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Juvenile Arthritis - A clinical overview of treatment options

Pain, Infant and Children | August 27, 2014 | Author: The Super Pharmacist

Children

Juvenile Arthritis - A clinical overview of treatment options

Juvenile arthritis is the most common paediatric soft tissue condition, affecting approximately 1 in 1000 children. The condition is known by a number of names, including juvenile rheumatoid arthritis, but current research and institutional recommendations tend to place the condition under the umbrella term 'juvenile idiopathic arthritis'.

This condition features a range of subtypes and symptom profiles, and is treated with a range of medications. These are rapidly diversifying to address the specific biochemical mechanisms emerging in childhood arthritis. The more established and evidence-based treatments will be discussed in this article.

What is Juvenile idiopathic arthritis?

Juvenile idiopathic arthritis (JIA) is characterised by pain, swelling, discomfort and/or reduced mobility in joints occurring before the age of 16 and in the absence of the diagnosis of any other movement disorder.

Other diagnostic criteria of JIA include the persistence of these symptoms for at least six weeks; in other words, it is often a chronic condition. It may also occur in recurrent 'flares', in which symptoms recede for a period of time and then return in force.

Like all forms of arthritis, JIA may involve the progressive degeneration of joint tissue.

The underlying cause is unknown, but it is associated as an acquired autoimmune reaction or autoimmune disease state.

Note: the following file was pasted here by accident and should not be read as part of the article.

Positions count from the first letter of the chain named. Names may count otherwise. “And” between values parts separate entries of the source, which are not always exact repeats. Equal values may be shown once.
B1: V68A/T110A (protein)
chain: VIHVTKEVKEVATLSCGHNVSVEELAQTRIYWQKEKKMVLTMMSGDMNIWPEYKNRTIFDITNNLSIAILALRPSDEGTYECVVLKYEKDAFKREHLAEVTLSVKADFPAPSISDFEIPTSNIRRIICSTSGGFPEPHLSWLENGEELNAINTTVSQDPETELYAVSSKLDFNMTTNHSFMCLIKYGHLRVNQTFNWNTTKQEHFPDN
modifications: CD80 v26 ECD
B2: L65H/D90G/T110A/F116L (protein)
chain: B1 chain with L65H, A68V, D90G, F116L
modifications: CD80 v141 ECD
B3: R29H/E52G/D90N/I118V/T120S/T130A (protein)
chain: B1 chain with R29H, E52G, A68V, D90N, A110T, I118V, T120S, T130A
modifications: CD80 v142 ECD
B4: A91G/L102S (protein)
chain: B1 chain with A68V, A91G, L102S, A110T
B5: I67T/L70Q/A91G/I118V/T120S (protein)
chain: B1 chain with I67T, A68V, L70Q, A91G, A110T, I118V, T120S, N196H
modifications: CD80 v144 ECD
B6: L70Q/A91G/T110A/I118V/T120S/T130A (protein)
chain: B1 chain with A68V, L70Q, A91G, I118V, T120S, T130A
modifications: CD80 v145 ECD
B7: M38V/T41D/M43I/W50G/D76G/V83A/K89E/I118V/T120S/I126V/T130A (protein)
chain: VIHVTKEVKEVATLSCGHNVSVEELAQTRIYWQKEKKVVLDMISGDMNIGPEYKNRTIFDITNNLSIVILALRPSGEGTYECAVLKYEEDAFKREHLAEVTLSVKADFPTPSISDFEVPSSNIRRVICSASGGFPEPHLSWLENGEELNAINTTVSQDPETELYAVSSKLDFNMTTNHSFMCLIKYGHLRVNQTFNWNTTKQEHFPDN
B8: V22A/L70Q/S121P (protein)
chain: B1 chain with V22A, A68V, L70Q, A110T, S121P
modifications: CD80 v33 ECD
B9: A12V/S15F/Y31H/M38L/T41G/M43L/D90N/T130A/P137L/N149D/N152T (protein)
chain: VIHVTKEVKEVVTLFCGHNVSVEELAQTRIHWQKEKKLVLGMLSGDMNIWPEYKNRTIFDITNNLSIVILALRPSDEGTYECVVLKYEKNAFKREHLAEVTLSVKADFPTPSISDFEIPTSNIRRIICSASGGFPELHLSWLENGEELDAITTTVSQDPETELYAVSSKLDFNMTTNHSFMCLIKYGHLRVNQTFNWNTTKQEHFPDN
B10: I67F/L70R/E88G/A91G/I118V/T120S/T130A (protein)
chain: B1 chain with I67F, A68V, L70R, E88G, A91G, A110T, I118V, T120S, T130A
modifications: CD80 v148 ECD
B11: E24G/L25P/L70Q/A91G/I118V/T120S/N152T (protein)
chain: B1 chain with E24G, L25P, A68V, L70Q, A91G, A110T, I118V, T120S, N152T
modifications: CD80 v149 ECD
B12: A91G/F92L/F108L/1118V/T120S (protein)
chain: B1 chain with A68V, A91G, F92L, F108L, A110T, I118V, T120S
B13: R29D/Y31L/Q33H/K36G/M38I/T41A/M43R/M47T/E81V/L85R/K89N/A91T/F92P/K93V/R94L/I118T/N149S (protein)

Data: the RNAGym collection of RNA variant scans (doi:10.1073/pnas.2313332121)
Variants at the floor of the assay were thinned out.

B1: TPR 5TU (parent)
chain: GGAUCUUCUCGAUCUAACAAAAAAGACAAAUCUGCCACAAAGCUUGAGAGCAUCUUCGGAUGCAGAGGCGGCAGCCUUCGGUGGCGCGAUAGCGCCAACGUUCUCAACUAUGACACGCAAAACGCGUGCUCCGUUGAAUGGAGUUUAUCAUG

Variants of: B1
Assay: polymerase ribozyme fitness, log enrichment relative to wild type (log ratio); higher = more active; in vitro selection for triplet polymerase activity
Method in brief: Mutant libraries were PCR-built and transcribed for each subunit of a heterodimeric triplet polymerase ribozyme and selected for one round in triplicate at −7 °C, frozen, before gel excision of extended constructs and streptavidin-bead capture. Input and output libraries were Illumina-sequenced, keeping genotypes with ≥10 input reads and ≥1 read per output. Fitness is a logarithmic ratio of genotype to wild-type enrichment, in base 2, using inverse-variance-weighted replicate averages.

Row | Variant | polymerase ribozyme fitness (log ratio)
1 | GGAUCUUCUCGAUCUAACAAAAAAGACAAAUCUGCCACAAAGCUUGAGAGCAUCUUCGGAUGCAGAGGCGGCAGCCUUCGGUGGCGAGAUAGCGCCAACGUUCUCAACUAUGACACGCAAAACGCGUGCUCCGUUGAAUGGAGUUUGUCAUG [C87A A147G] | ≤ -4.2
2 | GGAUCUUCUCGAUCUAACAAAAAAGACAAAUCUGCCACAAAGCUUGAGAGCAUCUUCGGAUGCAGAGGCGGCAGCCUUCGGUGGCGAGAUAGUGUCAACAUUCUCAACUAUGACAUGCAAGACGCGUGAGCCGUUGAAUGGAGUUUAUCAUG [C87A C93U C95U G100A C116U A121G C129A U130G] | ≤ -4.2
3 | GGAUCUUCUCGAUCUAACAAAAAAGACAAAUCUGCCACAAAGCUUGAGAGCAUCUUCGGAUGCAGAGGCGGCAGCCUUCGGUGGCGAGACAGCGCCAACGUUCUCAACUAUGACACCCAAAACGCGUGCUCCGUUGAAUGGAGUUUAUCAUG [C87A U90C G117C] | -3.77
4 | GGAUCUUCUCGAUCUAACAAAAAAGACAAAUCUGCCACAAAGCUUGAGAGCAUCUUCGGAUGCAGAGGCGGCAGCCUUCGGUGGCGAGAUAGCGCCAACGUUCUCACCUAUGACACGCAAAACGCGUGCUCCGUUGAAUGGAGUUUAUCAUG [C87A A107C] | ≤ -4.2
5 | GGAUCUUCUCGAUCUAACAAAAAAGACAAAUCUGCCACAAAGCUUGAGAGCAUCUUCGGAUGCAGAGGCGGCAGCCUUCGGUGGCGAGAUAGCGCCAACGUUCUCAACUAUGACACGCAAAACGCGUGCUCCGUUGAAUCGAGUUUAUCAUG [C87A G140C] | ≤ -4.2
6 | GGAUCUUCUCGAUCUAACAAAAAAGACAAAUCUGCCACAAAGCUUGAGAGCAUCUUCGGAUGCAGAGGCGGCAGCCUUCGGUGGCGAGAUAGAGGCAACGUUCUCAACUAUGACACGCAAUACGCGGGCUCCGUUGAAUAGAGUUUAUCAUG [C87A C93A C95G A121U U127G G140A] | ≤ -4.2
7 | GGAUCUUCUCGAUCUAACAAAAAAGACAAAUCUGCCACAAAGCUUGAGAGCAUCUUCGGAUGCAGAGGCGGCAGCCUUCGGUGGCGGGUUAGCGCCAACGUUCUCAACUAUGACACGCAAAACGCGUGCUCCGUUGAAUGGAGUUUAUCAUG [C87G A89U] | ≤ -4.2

This discovery had led to the proposal of JIA categorisation into several subtypes, based on the immune protein or cell that is dysfunctional in the course of the disease. For example, one discrete type may be associated with synovial inflammation due to an imbalance between counts of 'pro-inflammatory' and 'anti-inflammatory' immune cells.

Another type is associated with abnormalities in the functions of immune proteins called interleukins.

Some institutions sort cases of the condition into more defined categories, based on the joints affected, type of onset and/or relevant biological markers. These include:

  • Rheumatoid-Factor Negative Polyarthritis
  • Rheumatoid-Factor Positive Polyarthritis
  • Enthesitis-Related Arthritis
  • Undifferentiated Arthritis
  • Oligoarthritis
  • Systemic-Onset Arthritis
  • Psoriatic Arthritis

This condition may have significant effects on the quality of life (QOL), function and development of the patients affected. It may also have an adverse effect on the psychological well-being of the patient and family members. JIA may also contribute to sleep disturbances, which in turn may be associated with further detriments in patient QOL.

Risk factors for Juvenile Arthritis

JIA may be associated with a number of risk factors, including:

  • Genes: Variations in a number of genes, mostly concerned with the human immune response, are associated with the development of JIA
  • UV radiation exposure